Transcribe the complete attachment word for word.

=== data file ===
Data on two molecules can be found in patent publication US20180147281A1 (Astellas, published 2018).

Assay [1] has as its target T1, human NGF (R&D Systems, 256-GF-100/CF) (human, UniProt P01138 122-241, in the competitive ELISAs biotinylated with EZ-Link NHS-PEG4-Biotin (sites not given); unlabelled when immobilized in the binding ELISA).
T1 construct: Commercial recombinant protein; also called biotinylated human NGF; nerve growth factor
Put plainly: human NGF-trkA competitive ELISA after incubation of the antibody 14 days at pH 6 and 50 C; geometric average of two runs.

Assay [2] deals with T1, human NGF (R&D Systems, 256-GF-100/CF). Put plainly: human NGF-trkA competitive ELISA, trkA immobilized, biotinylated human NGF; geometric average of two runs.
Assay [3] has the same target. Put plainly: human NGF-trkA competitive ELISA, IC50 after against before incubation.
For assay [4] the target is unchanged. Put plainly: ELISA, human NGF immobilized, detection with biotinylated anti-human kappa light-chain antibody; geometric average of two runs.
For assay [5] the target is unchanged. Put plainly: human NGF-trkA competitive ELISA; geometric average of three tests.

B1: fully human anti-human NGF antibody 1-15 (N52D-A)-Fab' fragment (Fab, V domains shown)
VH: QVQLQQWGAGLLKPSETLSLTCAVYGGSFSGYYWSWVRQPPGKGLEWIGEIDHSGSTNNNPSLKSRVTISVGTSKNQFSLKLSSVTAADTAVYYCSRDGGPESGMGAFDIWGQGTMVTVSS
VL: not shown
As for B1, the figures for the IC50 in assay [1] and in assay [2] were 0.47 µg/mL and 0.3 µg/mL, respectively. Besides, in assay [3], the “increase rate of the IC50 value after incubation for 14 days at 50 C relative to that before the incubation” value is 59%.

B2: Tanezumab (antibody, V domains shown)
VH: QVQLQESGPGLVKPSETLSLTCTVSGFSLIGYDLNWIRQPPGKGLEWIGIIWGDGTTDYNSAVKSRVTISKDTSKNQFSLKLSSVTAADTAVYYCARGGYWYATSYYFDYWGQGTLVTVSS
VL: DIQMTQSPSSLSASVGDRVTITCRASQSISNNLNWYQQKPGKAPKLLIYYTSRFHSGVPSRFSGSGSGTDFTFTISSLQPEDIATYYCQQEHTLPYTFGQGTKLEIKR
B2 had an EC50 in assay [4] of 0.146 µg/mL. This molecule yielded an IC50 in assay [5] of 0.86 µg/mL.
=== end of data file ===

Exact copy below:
Data on two molecules can be found in patent publication US20180147281A1 (Astellas, published 2018).

Assay [1] has as its target T1, human NGF (R&D Systems, 256-GF-100/CF) (human, UniProt P01138 122-241, in the competitive ELISAs biotinylated with EZ-Link NHS-PEG4-Biotin (sites not given); unlabelled when immobilized in the binding ELISA).
T1 construct: Commercial recombinant protein; also called biotinylated human NGF; nerve growth factor
Put plainly: human NGF-trkA competitive ELISA after incubation of the antibody 14 days at pH 6 and 50 C; geometric average of two runs.

Assay [2] deals with T1, human NGF (R&D Systems, 256-GF-100/CF). Put plainly: human NGF-trkA competitive ELISA, trkA immobilized, biotinylated human NGF; geometric average of two runs.
Assay [3] has the same target. Put plainly: human NGF-trkA competitive ELISA, IC50 after against before incubation.
For assay [4] the target is unchanged. Put plainly: ELISA, human NGF immobilized, detection with biotinylated anti-human kappa light-chain antibody; geometric average of two runs.
For assay [5] the target is unchanged. Put plainly: human NGF-trkA competitive ELISA; geometric average of three tests.

B1: fully human anti-human NGF antibody 1-15 (N52D-A)-Fab' fragment (Fab, V domains shown)
VH: QVQLQQWGAGLLKPSETLSLTCAVYGGSFSGYYWSWVRQPPGKGLEWIGEIDHSGSTNNNPSLKSRVTISVGTSKNQFSLKLSSVTAADTAVYYCSRDGGPESGMGAFDIWGQGTMVTVSS
VL: not shown
As for B1, the figures for the IC50 in assay [1] and in assay [2] were 0.47 µg/mL and 0.3 µg/mL, respectively. Besides, in assay [3], the “increase rate of the IC50 value after incubation for 14 days at 50 C relative to that before the incubation” value is 59%.

B2: Tanezumab (antibody, V domains shown)
VH: QVQLQESGPGLVKPSETLSLTCTVSGFSLIGYDLNWIRQPPGKGLEWIGIIWGDGTTDYNSAVKSRVTISKDTSKNQFSLKLSSVTAADTAVYYCARGGYWYATSYYFDYWGQGTLVTVSS
VL: DIQMTQSPSSLSASVGDRVTITCRASQSISNNLNWYQQKPGKAPKLLIYYTSRFHSGVPSRFSGSGSGTDFTFTISSLQPEDIATYYCQQEHTLPYTFGQGTKLEIKR
B2 had an EC50 in assay [4] of 0.146 µg/mL. This molecule yielded an IC50 in assay [5] of 0.86 µg/mL.